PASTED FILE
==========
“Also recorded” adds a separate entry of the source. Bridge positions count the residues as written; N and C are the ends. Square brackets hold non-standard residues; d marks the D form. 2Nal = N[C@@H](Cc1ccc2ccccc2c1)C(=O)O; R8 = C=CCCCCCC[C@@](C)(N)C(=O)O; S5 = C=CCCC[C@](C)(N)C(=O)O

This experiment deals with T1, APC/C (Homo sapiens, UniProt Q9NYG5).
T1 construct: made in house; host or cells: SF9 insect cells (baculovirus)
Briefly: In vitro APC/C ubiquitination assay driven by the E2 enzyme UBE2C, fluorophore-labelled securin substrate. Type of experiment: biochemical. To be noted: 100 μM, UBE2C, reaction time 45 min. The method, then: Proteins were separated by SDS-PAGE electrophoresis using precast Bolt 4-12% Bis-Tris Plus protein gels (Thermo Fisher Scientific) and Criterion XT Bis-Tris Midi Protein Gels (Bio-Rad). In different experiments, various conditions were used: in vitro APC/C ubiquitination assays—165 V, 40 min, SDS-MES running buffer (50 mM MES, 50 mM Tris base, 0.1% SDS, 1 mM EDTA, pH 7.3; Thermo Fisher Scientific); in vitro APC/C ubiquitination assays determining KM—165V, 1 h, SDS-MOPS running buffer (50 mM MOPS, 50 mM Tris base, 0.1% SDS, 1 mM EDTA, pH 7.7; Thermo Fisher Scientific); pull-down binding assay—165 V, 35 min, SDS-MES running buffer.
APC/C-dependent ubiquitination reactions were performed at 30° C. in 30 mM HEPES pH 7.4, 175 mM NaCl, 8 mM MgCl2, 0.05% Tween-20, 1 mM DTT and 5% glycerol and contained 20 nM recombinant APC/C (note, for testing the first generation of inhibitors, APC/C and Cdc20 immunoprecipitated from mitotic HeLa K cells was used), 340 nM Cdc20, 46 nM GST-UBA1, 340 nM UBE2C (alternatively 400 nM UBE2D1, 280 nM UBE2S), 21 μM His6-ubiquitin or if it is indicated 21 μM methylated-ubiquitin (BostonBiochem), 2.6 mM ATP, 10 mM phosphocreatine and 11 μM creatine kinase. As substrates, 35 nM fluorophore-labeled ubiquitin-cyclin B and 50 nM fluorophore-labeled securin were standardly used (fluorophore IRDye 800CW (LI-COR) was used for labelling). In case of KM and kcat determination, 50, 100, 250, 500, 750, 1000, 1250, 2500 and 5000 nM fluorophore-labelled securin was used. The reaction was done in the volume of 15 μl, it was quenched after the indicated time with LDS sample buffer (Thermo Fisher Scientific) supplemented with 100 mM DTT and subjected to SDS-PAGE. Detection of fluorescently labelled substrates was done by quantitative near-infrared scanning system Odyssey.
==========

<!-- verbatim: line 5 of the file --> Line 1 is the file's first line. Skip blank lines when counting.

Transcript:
APC/C-dependent ubiquitination reactions were performed at 30° C. in 30 mM HEPES pH 7.4, 175 mM NaCl, 8 mM MgCl2, 0.05% Tween-20, 1 mM DTT and 5% glycerol and contained 20 nM recombinant APC/C (note, for testing the first generation of inhibitors, APC/C and Cdc20 immunoprecipitated from mitotic HeLa K cells was used), 340 nM Cdc20, 46 nM GST-UBA1, 340 nM UBE2C (alternatively 400 nM UBE2D1, 280 nM UBE2S), 21 μM His6-ubiquitin or if it is indicated 21 μM methylated-ubiquitin (BostonBiochem), 2.6 mM ATP, 10 mM phosphocreatine and 11 μM creatine kinase. As substrates, 35 nM fluorophore-labeled ubiquitin-cyclin B and 50 nM fluorophore-labeled securin were standardly used (fluorophore IRDye 800CW (LI-COR) was used for labelling). In case of KM and kcat determination, 50, 100, 250, 500, 750, 1000, 1250, 2500 and 5000 nM fluorophore-labelled securin was used. The reaction was done in the volume of 15 μl, it was quenched after the indicated time with LDS sample buffer (Thermo Fisher Scientific) supplemented with 100 mM DTT and subjected to SDS-PAGE. Detection of fluorescently labelled substrates was done by quantitative near-infrared scanning system Odyssey.